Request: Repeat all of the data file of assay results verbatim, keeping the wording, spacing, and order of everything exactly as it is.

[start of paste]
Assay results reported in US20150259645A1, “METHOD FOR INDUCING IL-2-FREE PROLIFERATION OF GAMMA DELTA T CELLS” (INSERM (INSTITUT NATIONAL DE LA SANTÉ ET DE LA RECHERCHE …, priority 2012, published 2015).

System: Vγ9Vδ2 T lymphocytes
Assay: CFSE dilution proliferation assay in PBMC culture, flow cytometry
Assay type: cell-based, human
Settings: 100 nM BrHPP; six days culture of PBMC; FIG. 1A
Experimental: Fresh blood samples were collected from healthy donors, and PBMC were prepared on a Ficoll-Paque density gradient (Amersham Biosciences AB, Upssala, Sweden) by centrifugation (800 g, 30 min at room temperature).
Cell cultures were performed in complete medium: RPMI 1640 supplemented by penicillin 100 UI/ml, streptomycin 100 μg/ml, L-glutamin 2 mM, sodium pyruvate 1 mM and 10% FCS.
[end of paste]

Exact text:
Assay results reported in US20150259645A1, “METHOD FOR INDUCING IL-2-FREE PROLIFERATION OF GAMMA DELTA T CELLS” (INSERM (INSTITUT NATIONAL DE LA SANTÉ ET DE LA RECHERCHE …, priority 2012, published 2015).

System: Vγ9Vδ2 T lymphocytes
Assay: CFSE dilution proliferation assay in PBMC culture, flow cytometry
Assay type: cell-based, human
Settings: 100 nM BrHPP; six days culture of PBMC; FIG. 1A
Experimental: Fresh blood samples were collected from healthy donors, and PBMC were prepared on a Ficoll-Paque density gradient (Amersham Biosciences AB, Upssala, Sweden) by centrifugation (800 g, 30 min at room temperature).
Cell cultures were performed in complete medium: RPMI 1640 supplemented by penicillin 100 UI/ml, streptomycin 100 μg/ml, L-glutamin 2 mM, sodium pyruvate 1 mM and 10% FCS.